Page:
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Product Details

  • ISBN-13: 9780061751028
  • Publisher: HarperCollins Publishers
  • Publication date: 3/17/2009
  • Format: eBook
  • Pages: 320
  • Sales rank: 177,924
  • File size: 570 KB

Meet the Author

Frederick Buechner, author of more than thirty works of fiction and nonfiction, is an ordained Presbyterian minister. He has been a finalist for both the Pulitzer Prize and the National Book Award and was honored by the American Academy of Arts and Letters. His most recent work is Beyond Words: Daily Readings in the ABC’s of Faith.

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Read an Excerpt

Secrets in the Dark

A Life in Sermons
By Frederick Buechner

HarperCollins Publishers, Inc.

Copyright © 2006 Frederick Buechner
All right reserved.

ISBN: 0060842482

Chapter One

The Magnificent Defeat

The same night he arose and took his two wives, his two maids, and his eleven children, and crossed the ford of the Jabbok. He took them and sent them across the stream, and likewise everything that he had. And Jacob was left alone; and a man wrestled with him until the breaking of the day. When the man saw that he did not prevail against Jacob, he touched the hollow of his thigh; and Jacob's thigh was put out of joint as he wrestled with him. Then he said, "Let me go, for the day is breaking." But Jacob said, "I will not let you go, unless you bless me." And he said to him, "What is your name?" And he said, "Jacob." Then he said, "Your name shall no more be called Jacob, but Israel, for you have striven with God and with men, and have prevailed." Then Jacob asked him, "Tell me, I pray, your name." But he said, "Why is it that you ask my name?" And there he blessed him. So Jacob called the name of the place Peniel, saying, "For I have seen God face to face, and yet my life is preserved." The sun rose upon him as he passed Penuel, limping because of his thigh.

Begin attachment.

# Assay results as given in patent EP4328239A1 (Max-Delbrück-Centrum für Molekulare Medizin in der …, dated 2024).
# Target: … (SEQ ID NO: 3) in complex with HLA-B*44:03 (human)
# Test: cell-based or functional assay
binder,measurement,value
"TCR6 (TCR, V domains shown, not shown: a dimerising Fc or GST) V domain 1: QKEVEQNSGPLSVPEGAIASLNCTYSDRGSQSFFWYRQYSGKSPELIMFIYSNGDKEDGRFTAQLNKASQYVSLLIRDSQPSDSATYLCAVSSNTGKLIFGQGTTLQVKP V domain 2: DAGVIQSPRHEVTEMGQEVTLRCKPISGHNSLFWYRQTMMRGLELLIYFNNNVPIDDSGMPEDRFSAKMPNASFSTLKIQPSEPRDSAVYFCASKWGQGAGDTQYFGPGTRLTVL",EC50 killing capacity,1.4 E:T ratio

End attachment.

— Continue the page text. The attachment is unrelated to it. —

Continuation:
-- Genesis 32:22-150;31

When a minister reads out of theBible, I am sure that at least nine times out of ten the -people who happen to be listening at all hear not what is really being read but only what they expect to hear read. And I think that what most people expect to hear read from the Bible is an edifying story, an uplifting thought, a moral lesson -- something elevating, obvious, and boring. So that is exactly what very often they do hear. Only that is too bad because if you really listen -- and maybe you have to forget that it is the Bible being read and a minister who is reading it -- there is no telling what you might hear.